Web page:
Remember when you’re looking at homes to evaluate them with your head and not just your heart. You may fall in love with the backyard of one property, but if its location will add another half-hour to your commute both ways each day, it may not be worth the tradeoff for you. Similarly, you may hate the wood paneling and tacky paint color of another property, but remember that these things are cosmetic and can be easily changed if you like the overall bones and location of the home.
7. Making an Offer
This is by far one of the most stressful parts of home buying, whether this is your first home or your fourth. Listen to the advice of your real estate agent; they know the market, know how to “play the game” of negotiations and can advise you on how to make the best offer that will both reflect your financial limits and desire for the house and attract the sellers’ interest.
If your first offer isn’t accepted (which is often the case), remember there are other ways you can get a good deal beyond asking for a lower price. Seller’s concessions, like covering part of the closing costs or making some improvements or upgrades before the closing date, can help sweeten the pot.
8. Getting an Appraisal
An accepted bid is reason to celebrate, but be prepared for the fact that it’s not the end of the road. You still have two more steps to get past before everyone can sign on the final dotted lines.
The first is the appraisal. An appraisal is an estimate of the home’s current market value and is used to ensure that what you’re paying for the house is what it’s actually worth. An appraisal can take up to a week to schedule, with the actual appraisal taking a few hours to complete. Your lender will most likely be the one who chooses the appraiser, although you’ll be expected to foot the bill for it, so make sure to budget between $300-$600 for this expense.
If there are any vast discrepancies in the home’s appraised value and your accepted purchase price, your real estate agent can walk you through your options, which can include renegotiating the contract, withdrawing your offer or moving forward knowing you have immediate equity built into your purchase.
9. Getting a Home Inspection
The next, and final, hoop to jump through before closing can be arranged is the home inspection. Make your offer contingent upon getting a home inspection — it will let you know if there are any major flaws in the home that could cost you big money, either right away or down the road.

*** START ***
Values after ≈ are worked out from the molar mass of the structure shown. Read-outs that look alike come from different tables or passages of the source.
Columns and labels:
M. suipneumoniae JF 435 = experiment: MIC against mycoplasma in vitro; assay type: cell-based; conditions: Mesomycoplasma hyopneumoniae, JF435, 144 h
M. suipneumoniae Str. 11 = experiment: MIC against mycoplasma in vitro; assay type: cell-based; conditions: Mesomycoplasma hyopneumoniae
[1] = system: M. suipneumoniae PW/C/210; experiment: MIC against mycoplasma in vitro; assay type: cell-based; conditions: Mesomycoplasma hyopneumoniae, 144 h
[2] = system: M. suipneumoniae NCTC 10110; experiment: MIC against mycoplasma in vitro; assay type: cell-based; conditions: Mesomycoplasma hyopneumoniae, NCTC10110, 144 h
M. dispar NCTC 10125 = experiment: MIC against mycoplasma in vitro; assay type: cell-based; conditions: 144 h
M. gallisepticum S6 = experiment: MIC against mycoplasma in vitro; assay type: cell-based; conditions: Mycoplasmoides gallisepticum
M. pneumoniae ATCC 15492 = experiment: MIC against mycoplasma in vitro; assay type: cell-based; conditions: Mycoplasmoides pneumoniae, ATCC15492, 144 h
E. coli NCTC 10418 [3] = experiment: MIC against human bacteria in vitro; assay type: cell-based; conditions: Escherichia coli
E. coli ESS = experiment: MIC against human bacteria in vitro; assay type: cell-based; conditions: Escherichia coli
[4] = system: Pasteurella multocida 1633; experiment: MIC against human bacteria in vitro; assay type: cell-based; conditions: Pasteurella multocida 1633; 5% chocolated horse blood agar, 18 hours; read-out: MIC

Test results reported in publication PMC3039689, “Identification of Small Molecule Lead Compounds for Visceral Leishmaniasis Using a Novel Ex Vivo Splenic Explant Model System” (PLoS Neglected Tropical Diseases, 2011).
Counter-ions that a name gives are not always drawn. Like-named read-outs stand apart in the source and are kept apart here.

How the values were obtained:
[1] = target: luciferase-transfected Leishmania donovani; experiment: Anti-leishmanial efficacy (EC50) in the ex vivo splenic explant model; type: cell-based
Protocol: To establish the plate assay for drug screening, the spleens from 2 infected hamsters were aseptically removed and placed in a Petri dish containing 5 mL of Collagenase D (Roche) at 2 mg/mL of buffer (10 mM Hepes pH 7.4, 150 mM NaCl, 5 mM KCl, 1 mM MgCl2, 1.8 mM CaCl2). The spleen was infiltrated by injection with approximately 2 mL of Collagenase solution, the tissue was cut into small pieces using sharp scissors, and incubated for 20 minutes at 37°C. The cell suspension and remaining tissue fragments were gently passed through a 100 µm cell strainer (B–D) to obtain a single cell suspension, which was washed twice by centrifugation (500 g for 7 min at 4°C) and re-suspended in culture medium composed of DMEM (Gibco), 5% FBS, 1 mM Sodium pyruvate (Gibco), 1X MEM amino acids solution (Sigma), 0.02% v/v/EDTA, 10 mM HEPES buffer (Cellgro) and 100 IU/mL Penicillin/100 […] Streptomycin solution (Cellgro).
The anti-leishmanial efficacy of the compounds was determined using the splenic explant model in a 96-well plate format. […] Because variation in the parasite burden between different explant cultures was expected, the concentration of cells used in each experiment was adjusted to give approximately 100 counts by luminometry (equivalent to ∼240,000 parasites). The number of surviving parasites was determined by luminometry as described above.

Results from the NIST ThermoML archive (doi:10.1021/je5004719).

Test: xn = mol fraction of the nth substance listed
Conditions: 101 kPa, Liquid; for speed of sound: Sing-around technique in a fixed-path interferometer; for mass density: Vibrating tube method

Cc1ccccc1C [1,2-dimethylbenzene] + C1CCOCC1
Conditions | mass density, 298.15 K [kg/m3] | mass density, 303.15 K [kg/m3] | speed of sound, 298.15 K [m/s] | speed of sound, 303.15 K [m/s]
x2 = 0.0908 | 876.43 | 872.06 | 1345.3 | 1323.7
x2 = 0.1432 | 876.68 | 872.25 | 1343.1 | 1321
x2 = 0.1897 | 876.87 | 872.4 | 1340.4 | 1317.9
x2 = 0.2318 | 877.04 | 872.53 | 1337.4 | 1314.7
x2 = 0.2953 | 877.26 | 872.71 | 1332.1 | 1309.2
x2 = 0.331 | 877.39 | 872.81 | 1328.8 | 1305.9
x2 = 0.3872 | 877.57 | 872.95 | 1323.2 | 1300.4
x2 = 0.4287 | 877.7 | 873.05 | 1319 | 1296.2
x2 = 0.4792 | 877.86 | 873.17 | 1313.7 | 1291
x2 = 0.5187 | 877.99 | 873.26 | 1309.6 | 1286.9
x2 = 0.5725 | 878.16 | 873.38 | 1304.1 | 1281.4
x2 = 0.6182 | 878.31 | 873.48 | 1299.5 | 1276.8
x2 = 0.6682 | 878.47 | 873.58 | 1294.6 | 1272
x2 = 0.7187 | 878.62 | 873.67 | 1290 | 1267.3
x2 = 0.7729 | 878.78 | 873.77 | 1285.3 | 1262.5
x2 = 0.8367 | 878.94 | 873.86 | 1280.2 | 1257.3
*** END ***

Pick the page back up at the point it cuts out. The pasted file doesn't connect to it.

While a home inspector doesn’t have the ability to open up walls or take things apart, he is able to provide a thorough visual assessment of the state of the entire home major’s areas, from plumbing and electrical systems to roofing and exterior. If something is in need of repair, is not up to code, or looks like it may need repair or maintenance down the road, the inspector will be able to let you know.
If the inspection reveals there are simply more problems with the home than you care to deal with, you are free to walk away at that time. If you decide you wish to move forward but don’t want to pay your full offer price in light of the extra expenses, you can ask the seller to lower the price or throw in concessions like fixing some of the issues that arose during the inspection. Again, your real estate agent can help you navigate this back-and-forth based on their years of experience.
10. Navigating the Closing Process
Everything’s been settled and agreed upon, and you’re ready to make this home yours!
A number of parties may be at the closing: you and your attorney, the seller(s) and the seller(s)’ attorney, real estate agents for both parties, an impartial third-party closing agent who handles all the paperwork, and a representative of the title company, who will collect escrow payments for things like property tax, homeowner’s insurance and title insurance and make sure all documents are prepared and recorded properly with the county.
Your attorney/real estate agent will let you know which documents you need to bring to the closing (cashier’s checks, photo ID, etc.) and will walk you through everything you’re signing to make sure you understand it. Be ready to sign a lot of documents, often in duplicate, and set aside a full half-day from work for the entire closing so you don’t feel pressed to rush back to the office before your lunch break is over. If you’re buying a property in another area (such as in instances of relocation), your attorney/real estate agent can advise you on how to provide electronic signatures instead of being there in person.